Calcium-activated chloride current amplifies the response to urine in mouse vomeronasal sensory neurons

C Yang and R. J. Delay

The Journal of General Physiology, 2010, 135(1), 3-13. DOI: 10.1085/jgp.200910265


The vomeronasal organ (VNO) is an odor detection system that mediates many pheromone-sensitive behaviors. Vomeronasal sensory neurons (VSNs), located in the VNO, are the initial site of interaction with odors/pheromones. However, how an individual VSN transduces chemical signals into electrical signals is still unresolved. Here, we show that a Ca2+-activated Cl current contributes ~80% of the response to urine in mouse VSNs. Using perforated patch clamp recordings with gramicidin, which leaves intracellular chloride undisrupted, we found that the urine-induced inward current (Vhold = –80 mV) was decreased in the presence of chloride channel blockers. This was confirmed using whole cell recordings and altering extracellular chloride to shift the reversal potential. Further, the urine-induced currents were eliminated when both extracellular Ca2+ and Na+ were removed. Using inside-out patches from dendritic tips, we recorded Ca2+-activated Cl channel activity. Several candidates for this Ca2+-activated Cl channel were detected in VNO by reverse transcription–polymerase chain reaction. In addition, a chloride cotransporter, Na+-K+-2Cl isoform 1, was detected and found to mediate much of the chloride accumulation in VSNs. Collectively, our data demonstrate that chloride acts as a major amplifier for signal transduction in mouse VSNs. This amplification would increase the responsiveness to pheromones or odorants.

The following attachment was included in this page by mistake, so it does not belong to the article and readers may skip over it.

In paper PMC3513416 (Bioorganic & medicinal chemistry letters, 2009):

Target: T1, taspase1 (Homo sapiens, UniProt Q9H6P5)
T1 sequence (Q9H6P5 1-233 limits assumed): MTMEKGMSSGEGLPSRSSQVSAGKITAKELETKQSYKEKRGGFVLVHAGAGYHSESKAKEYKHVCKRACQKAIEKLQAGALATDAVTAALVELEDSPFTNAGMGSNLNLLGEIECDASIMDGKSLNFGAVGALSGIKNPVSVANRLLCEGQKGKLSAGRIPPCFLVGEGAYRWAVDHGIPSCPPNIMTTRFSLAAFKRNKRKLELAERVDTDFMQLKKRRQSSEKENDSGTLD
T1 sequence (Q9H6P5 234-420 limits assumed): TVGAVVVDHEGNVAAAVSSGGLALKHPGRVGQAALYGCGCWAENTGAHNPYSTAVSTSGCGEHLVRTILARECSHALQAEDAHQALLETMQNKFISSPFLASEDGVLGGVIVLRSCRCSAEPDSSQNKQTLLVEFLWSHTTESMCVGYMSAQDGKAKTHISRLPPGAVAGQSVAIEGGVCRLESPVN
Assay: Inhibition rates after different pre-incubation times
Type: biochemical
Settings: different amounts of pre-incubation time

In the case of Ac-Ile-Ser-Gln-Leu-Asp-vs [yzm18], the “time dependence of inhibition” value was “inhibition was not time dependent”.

ASCI-ID: 1328-66